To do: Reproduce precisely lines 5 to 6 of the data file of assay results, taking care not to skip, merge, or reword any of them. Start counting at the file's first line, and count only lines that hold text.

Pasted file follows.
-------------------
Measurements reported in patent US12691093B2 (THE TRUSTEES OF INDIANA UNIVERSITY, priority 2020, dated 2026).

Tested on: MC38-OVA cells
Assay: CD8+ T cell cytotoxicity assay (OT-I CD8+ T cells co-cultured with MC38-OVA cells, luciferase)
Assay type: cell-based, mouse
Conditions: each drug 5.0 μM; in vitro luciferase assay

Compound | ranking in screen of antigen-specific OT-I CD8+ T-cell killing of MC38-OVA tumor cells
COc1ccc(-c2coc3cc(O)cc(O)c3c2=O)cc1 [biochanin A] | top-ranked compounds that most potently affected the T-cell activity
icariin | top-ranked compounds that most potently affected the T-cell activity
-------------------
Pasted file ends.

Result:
Conditions: each drug 5.0 μM; in vitro luciferase assay

Compound | ranking in screen of antigen-specific OT-I CD8+ T-cell killing of MC38-OVA tumor cells